For Mr Human, the first significant military convoy he remembers passing through the area was in late May, 1944, in the days before the Allied invasion of Nazi-occupied France.
Then aged just five years old, Mr Human recalls a large number of British and Canadian troops and military hardware setting up camp on a country lane in nearby Neatham, well camouflaged in case they were spotted from the air.
Over the coming days he witnessed huge troop movements locally, as the invading forces headed towards the south coast ready for D-Day.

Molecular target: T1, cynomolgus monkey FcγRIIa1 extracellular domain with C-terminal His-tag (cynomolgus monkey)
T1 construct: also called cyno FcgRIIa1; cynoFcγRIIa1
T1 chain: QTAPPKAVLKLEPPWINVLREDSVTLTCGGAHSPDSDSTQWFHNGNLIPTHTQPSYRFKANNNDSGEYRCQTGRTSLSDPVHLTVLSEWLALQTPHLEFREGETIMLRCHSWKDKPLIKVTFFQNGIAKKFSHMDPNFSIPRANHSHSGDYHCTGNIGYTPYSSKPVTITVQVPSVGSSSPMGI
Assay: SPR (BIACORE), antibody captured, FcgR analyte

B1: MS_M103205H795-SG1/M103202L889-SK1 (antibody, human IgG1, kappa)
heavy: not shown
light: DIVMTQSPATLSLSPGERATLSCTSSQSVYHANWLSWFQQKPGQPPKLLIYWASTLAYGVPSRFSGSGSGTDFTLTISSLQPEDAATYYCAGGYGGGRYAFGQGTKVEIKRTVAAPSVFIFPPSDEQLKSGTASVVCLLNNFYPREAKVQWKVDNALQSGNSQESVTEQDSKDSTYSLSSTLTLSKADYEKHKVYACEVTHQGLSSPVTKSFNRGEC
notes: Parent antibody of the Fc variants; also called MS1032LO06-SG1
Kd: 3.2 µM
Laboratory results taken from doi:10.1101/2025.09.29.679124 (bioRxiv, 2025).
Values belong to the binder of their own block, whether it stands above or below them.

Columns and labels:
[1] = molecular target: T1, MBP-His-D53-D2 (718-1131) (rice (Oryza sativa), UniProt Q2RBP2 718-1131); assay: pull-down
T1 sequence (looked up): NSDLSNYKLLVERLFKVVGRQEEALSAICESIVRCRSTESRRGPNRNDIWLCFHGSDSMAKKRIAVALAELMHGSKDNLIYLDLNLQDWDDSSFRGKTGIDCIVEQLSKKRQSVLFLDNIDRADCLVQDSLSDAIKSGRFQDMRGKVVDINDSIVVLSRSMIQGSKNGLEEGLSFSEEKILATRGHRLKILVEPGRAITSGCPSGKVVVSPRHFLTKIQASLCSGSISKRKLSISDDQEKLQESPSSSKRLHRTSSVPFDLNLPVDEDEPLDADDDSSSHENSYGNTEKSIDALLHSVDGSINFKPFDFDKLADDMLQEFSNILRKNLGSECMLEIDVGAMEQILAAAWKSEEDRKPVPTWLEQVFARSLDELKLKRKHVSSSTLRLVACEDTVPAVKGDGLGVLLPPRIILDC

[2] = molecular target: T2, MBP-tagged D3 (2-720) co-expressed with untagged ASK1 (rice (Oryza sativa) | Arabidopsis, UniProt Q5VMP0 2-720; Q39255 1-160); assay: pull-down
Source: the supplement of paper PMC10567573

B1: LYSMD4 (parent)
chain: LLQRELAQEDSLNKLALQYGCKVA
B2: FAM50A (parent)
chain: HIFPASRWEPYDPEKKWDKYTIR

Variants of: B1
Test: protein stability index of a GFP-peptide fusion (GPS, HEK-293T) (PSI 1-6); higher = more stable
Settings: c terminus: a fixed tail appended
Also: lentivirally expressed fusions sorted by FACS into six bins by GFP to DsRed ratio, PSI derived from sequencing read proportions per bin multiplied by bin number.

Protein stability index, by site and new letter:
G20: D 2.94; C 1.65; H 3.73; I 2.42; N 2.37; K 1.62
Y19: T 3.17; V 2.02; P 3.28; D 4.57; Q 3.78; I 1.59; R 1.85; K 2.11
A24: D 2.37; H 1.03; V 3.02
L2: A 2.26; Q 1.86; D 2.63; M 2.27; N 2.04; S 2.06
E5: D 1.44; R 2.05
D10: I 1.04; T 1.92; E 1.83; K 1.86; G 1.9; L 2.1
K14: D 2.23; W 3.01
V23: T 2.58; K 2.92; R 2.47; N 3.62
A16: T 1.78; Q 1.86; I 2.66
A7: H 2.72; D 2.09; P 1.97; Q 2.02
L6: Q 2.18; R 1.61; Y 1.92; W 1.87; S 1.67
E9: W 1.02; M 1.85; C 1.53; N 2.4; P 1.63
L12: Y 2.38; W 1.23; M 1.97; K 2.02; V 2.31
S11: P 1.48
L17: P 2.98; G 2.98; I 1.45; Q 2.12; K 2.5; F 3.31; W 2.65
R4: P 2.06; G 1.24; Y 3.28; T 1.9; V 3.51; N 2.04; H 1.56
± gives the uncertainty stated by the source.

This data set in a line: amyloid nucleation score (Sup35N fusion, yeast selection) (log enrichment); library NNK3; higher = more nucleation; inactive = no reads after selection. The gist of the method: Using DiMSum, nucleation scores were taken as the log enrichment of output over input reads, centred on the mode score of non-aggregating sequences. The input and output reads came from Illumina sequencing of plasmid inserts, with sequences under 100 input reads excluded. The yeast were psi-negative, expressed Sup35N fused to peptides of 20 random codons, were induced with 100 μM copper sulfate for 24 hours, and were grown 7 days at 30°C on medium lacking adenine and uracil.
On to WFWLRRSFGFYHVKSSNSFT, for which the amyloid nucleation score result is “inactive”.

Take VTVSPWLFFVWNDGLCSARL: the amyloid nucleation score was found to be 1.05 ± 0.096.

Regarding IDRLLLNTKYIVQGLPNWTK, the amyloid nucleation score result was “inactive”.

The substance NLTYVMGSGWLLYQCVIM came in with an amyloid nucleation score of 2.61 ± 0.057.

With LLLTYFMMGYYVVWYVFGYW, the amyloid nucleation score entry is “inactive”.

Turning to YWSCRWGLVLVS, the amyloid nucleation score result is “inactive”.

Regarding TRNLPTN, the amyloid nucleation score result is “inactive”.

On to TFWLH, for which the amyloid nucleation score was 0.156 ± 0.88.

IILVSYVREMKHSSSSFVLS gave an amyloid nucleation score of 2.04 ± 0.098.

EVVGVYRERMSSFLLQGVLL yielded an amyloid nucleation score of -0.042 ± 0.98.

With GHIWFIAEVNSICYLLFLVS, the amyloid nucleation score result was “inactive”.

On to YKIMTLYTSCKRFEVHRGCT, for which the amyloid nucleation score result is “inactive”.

Mr Human was joined by a large crowd at The Butts last Saturday to see the latest military convoy pass through the town to mark Armed Forces Day, the Queen’s Platinum Jubilee and the 40th anniversary of the Falklands War.
The 60 vehicle-strong cavalcade departed Southwick Park, near Portsmouth, at 10am, before making its way up the Meon Valley and on to Alton, passing The Butts shortly after 11am.
From there, it continued to Lasham Airfield, before reaching its final destination at Milestones Museum in Basingstoke – following the route taken by General Dwight Eisenhower before D-Day.
Vehicles, including a 1942 Dodge Command Car used in 1967 war film The Dirty Dozen, and their owners came from across the UK to take part.
A contingent of Falklands veterans rode as members of the Royal British Legion Riders branch at the rear of the convoy.